Well said David Howarth
John Ozimek at The Register on the Convention on Modern Liberty in Cambridge:
… If the panel sessions were largely about people agreeing strenuously with one another, the afternoon debate (in Cambridge), between Government Minister Bill Rammell, MP and David Howarth, MP summarised in one short exchange what the real issue is. Both speakers agreed that the other side “just don’t get it”.
Both spoke of balance. Bill Rammell reiterated the government view that the greatest civil liberty of all was the right not to be blown up, killed or terrorised. Those who opposed CCTV were, he suggested, out of touch with the ordinary people of Britain.
David Howarth claimed that liberty went much deeper, that it was more than the absence of risk, and that if we had taken the government’s line in 1940, we would have surrendered at the first sign of war because otherwise, “people might have been killed”. Some things, he argued, are worth fighting (and dying) for. …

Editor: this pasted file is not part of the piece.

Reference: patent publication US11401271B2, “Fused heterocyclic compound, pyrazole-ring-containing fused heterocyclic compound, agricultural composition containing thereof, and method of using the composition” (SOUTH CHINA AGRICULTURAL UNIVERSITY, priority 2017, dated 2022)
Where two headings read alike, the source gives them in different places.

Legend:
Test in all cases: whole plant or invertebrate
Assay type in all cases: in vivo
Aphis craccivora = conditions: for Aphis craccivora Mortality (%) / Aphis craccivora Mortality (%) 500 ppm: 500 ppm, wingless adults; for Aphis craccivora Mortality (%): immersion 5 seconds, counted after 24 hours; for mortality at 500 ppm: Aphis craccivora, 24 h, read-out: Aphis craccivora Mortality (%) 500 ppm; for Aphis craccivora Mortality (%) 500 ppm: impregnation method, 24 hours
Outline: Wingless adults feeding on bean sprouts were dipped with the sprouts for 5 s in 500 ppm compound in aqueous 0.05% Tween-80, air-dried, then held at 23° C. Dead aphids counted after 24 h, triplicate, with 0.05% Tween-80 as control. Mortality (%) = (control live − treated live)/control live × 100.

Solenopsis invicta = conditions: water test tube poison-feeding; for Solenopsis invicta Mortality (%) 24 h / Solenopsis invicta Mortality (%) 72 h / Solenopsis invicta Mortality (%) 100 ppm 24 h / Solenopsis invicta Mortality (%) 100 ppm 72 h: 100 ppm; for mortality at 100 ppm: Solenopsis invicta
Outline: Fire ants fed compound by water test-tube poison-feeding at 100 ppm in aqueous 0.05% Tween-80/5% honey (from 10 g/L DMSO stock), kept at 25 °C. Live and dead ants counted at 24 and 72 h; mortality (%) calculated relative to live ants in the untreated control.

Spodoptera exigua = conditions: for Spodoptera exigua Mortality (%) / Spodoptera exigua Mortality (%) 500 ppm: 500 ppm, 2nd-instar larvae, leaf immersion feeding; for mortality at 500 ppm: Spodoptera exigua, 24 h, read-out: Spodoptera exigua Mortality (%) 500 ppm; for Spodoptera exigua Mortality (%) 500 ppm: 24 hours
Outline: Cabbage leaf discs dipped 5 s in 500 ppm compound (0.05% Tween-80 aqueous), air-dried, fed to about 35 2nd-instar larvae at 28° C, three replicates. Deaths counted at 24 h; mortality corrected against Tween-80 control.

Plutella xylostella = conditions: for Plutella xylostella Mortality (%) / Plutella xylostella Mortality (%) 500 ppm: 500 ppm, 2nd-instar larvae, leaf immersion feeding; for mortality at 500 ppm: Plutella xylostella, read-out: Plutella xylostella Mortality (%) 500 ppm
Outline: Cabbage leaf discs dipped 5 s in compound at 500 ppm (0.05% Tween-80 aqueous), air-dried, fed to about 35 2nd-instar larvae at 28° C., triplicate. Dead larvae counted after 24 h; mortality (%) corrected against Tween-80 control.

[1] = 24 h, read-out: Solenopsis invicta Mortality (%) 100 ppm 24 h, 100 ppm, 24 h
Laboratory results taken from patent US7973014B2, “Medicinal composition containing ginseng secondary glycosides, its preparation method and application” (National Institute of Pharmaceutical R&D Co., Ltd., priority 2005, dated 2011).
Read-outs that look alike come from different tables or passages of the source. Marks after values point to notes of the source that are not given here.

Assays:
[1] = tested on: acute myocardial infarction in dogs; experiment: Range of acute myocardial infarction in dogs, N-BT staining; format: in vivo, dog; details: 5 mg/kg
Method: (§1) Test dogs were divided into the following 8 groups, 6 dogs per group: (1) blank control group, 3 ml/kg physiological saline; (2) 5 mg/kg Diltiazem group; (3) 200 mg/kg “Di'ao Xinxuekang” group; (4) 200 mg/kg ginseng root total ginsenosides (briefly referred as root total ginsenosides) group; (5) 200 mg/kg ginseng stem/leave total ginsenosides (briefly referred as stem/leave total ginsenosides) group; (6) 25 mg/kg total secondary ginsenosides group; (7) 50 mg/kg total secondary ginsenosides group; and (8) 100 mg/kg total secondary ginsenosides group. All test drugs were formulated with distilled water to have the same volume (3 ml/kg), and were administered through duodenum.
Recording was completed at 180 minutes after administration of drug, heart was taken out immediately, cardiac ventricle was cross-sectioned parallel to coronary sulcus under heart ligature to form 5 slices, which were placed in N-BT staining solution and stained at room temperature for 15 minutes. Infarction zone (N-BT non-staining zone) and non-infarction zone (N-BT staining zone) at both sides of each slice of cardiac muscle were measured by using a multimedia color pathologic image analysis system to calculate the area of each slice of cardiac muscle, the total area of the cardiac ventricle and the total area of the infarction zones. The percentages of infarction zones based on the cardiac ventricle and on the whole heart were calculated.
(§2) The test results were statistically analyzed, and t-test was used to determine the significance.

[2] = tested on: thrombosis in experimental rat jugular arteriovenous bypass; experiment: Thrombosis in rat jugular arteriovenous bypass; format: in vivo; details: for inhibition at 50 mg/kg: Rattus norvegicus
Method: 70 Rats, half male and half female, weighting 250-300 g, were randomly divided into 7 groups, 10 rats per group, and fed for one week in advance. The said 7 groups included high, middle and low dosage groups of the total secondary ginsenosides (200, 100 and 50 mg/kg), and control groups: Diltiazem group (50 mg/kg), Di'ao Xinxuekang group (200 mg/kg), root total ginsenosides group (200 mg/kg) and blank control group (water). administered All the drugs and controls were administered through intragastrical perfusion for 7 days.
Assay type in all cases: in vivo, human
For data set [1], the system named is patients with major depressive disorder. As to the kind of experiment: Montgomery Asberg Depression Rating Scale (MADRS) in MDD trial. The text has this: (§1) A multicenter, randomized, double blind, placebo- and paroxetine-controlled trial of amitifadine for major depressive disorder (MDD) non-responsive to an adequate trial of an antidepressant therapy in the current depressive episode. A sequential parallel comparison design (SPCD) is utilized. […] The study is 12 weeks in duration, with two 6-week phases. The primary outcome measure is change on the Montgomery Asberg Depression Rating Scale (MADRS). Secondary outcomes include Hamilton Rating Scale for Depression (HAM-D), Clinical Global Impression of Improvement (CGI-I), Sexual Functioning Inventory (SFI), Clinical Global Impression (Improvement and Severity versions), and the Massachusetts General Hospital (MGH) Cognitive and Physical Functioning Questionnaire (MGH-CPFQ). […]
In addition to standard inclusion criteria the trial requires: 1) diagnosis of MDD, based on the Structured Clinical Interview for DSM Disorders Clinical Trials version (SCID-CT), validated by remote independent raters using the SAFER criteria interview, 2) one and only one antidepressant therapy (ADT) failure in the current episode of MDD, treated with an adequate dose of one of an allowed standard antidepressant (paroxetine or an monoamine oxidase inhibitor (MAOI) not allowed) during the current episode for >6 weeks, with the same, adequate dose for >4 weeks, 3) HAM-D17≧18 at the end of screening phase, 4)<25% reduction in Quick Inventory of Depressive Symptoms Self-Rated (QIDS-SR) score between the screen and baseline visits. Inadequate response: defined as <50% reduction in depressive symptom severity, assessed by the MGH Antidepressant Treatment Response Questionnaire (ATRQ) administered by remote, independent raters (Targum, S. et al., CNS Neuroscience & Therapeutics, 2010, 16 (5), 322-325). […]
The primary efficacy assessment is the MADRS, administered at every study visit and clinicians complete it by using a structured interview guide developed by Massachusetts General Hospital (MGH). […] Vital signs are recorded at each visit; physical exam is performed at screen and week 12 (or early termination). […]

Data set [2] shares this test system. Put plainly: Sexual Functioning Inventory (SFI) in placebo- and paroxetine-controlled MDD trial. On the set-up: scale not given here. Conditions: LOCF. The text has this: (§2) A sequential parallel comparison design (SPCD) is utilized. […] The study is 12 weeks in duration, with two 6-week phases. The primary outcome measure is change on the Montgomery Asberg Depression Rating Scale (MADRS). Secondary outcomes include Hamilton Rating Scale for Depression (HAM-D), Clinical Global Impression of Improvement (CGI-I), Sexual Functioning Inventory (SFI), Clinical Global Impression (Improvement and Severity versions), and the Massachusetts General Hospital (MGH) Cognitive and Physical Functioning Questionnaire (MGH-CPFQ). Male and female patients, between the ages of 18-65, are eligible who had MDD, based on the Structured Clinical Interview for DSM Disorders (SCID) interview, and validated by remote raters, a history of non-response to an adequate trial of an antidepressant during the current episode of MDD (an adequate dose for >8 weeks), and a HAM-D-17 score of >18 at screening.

Here is a video of that particular debate. David Howarth made a number of very good points. Bill Rammell… did not. Particularly difficult to understand why he claimed he did not grow up in a world where there was risk of proliferation of nuclear, chemical and biological weapons. He was born in 1959 and therefore should be well aware of the Cold War, which among other things involved a nuclear arms race (indeed a number of attendees took issue with the claim that the public are more at danger today than ever before, having grown up during or since the Second World War). He also claimed this Government was the first to introduce some statutory protection for suspects in terms of the Human Rights Act 1998. But a major piece of legislation protecting suspects was the Police and Criminal Evidence Act 1984, introduced by a Conservative Government. Another load of guff from a Labour shill. But as if that wasn’t enough, yet more was to come from Tariq Sadiq.